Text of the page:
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Lack of wind provides easy, if not peculiar start to the Open

LYTHAM ST. ANNES, England -- The 141st Open Championship began in the most peculiar way Thursday morning along the Lancashire Coast, and not simply because the first hole at Royal Lytham & St Annes begins with a par-3 hole.

The Scots would say that there is no real golf being played in the early hours here, what with neither wind nor rain greeting the contestants. And temperatures are mild too, with several players already peeling down to short sleeves.

What remains to flummox the field is the remnants of one of the rainiest summers in history. That would be the native grasses that have accepted the constant feeding from the clouds and have grown to mendacious proportions. Photographers snapping photos of Lee Westwood on the third hole from the hillocks and knee-high grasses adjacent to the third fairway were warned to minimize their foot traffic. "Let's protect the integrity of the golf course," a marshal said in a chastening tone.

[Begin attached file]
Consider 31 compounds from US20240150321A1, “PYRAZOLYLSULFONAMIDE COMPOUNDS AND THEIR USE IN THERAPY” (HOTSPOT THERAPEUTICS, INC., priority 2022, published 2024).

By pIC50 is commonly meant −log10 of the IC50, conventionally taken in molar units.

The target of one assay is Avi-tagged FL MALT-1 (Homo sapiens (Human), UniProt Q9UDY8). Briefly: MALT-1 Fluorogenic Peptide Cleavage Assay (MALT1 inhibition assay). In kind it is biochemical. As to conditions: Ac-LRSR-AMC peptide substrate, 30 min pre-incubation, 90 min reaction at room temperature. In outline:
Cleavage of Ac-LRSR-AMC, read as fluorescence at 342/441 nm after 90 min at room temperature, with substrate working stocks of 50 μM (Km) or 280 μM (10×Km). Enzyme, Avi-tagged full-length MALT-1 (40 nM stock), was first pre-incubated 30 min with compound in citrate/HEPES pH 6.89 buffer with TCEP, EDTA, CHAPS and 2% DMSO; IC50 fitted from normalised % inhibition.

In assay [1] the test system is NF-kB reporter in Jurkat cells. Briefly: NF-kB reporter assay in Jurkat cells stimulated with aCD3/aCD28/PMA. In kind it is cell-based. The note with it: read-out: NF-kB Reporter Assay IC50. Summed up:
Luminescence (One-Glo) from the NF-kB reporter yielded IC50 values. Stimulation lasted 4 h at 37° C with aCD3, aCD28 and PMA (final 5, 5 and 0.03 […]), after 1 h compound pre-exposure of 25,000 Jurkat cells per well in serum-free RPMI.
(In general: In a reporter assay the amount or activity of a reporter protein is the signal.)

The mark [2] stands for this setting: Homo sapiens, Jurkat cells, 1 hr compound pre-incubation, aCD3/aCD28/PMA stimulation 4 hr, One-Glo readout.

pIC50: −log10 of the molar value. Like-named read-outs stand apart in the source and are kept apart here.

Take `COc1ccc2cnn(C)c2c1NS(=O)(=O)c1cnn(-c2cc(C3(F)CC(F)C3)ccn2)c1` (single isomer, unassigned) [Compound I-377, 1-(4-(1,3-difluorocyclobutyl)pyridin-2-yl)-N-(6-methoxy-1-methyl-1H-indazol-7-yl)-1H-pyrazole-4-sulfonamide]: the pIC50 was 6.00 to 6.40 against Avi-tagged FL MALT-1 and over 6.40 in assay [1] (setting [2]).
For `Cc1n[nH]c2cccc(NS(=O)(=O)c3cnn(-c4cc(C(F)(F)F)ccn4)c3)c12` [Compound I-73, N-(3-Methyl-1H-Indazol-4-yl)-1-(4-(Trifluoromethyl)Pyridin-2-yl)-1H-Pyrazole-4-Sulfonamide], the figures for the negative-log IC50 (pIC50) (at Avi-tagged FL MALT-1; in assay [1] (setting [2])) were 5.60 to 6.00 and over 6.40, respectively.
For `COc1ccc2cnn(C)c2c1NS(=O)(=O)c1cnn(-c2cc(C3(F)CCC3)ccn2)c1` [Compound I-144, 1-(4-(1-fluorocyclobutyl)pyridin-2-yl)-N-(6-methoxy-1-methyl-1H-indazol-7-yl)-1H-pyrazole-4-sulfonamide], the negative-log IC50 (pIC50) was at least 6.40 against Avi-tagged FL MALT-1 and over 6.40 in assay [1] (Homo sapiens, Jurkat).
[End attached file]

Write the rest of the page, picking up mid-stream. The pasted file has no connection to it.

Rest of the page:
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Photo by Getty Images

The "golf course" are those corridors containing the short grasses and the 205 bunkers and the teeing grounds. The stuff surrounding those quarters is coarse, not course.

But so far, without the expected breezes, the going is less than tedious. And, yet, the early starters are not chewing up Royal Lytham to a discernible degree, with 4-under par the best of the efforts. That Tiger Woods is already at that number and jumping on the opportunity to score might be disconcerting, but, granted, that was only through seven holes. Evil lurks all around.

Related: Get to know your British Open courses

The winds will arrive shortly, and then we will see what mettle is mustered among the contenders. Former Open champion Mark Calcavecchia played in stiff breezes Wednesday morning and dubbed the setup, "impossible." So there is that.

It's the wind that is supposed to protect the integrity of the golf course, not the ridiculous native areas around it that fit the description of rough a bit too assiduously. Only the 1999 championship at Carnoustie comes to mind as being so penal so near the fairways.

Of course, players who are never in the hay will have no reason to complain.

-- Dave Shedloski

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